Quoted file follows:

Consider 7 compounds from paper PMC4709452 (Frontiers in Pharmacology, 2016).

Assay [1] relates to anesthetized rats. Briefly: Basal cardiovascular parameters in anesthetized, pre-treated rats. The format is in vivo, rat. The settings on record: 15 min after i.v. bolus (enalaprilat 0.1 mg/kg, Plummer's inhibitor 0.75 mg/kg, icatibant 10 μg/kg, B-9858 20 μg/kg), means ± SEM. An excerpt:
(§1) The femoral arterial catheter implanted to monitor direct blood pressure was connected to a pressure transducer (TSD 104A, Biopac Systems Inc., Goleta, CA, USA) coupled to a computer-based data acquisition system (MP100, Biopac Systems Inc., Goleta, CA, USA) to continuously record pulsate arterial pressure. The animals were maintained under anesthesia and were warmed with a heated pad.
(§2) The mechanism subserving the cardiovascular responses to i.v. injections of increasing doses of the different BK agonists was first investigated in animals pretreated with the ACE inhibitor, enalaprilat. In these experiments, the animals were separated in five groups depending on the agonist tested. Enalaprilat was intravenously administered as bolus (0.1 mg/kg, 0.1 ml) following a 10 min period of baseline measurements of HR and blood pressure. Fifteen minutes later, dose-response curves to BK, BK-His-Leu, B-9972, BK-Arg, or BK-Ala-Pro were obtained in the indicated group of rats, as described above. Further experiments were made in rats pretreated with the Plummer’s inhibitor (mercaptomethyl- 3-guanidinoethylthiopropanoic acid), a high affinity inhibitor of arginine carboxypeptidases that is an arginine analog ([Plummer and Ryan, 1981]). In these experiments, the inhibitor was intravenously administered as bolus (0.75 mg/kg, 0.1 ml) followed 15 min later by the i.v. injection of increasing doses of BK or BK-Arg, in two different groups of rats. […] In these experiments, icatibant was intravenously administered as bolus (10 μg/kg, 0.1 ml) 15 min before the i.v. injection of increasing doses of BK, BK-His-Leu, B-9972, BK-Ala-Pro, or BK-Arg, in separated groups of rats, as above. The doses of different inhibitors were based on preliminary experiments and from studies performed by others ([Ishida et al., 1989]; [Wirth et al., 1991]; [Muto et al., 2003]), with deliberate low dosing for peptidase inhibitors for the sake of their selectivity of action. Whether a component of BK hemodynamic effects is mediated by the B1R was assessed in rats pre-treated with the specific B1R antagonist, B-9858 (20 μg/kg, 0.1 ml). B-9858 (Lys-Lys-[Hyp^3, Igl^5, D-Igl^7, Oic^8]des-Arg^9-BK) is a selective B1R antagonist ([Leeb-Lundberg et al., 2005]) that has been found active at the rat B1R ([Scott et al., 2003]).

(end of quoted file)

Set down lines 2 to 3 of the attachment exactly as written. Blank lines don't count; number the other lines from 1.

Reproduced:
Assay [1] relates to anesthetized rats. Briefly: Basal cardiovascular parameters in anesthetized, pre-treated rats. The format is in vivo, rat. The settings on record: 15 min after i.v. bolus (enalaprilat 0.1 mg/kg, Plummer's inhibitor 0.75 mg/kg, icatibant 10 μg/kg, B-9858 20 μg/kg), means ± SEM. An excerpt:
(§1) The femoral arterial catheter implanted to monitor direct blood pressure was connected to a pressure transducer (TSD 104A, Biopac Systems Inc., Goleta, CA, USA) coupled to a computer-based data acquisition system (MP100, Biopac Systems Inc., Goleta, CA, USA) to continuously record pulsate arterial pressure. The animals were maintained under anesthesia and were warmed with a heated pad.